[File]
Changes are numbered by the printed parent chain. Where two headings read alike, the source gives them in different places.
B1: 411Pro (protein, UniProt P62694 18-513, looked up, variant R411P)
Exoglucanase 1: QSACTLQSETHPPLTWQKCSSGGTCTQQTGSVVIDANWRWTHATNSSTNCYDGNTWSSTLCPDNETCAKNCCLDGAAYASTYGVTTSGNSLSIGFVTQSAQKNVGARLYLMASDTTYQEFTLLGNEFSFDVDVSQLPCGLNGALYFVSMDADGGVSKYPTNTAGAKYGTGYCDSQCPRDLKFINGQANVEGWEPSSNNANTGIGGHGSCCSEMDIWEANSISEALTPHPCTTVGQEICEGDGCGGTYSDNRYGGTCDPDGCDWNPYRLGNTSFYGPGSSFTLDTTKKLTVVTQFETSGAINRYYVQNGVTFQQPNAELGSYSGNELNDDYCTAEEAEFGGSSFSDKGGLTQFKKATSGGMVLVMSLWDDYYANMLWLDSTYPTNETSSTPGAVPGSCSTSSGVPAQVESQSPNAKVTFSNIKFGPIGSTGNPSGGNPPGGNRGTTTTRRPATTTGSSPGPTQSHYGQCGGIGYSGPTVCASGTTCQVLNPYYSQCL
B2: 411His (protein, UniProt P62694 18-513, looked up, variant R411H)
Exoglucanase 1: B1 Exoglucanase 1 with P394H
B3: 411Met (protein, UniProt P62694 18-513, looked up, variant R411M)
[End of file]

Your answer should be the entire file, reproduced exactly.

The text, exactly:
Changes are numbered by the printed parent chain. Where two headings read alike, the source gives them in different places.
B1: 411Pro (protein, UniProt P62694 18-513, looked up, variant R411P)
Exoglucanase 1: QSACTLQSETHPPLTWQKCSSGGTCTQQTGSVVIDANWRWTHATNSSTNCYDGNTWSSTLCPDNETCAKNCCLDGAAYASTYGVTTSGNSLSIGFVTQSAQKNVGARLYLMASDTTYQEFTLLGNEFSFDVDVSQLPCGLNGALYFVSMDADGGVSKYPTNTAGAKYGTGYCDSQCPRDLKFINGQANVEGWEPSSNNANTGIGGHGSCCSEMDIWEANSISEALTPHPCTTVGQEICEGDGCGGTYSDNRYGGTCDPDGCDWNPYRLGNTSFYGPGSSFTLDTTKKLTVVTQFETSGAINRYYVQNGVTFQQPNAELGSYSGNELNDDYCTAEEAEFGGSSFSDKGGLTQFKKATSGGMVLVMSLWDDYYANMLWLDSTYPTNETSSTPGAVPGSCSTSSGVPAQVESQSPNAKVTFSNIKFGPIGSTGNPSGGNPPGGNRGTTTTRRPATTTGSSPGPTQSHYGQCGGIGYSGPTVCASGTTCQVLNPYYSQCL
B2: 411His (protein, UniProt P62694 18-513, looked up, variant R411H)
Exoglucanase 1: B1 Exoglucanase 1 with P394H
B3: 411Met (protein, UniProt P62694 18-513, looked up, variant R411M)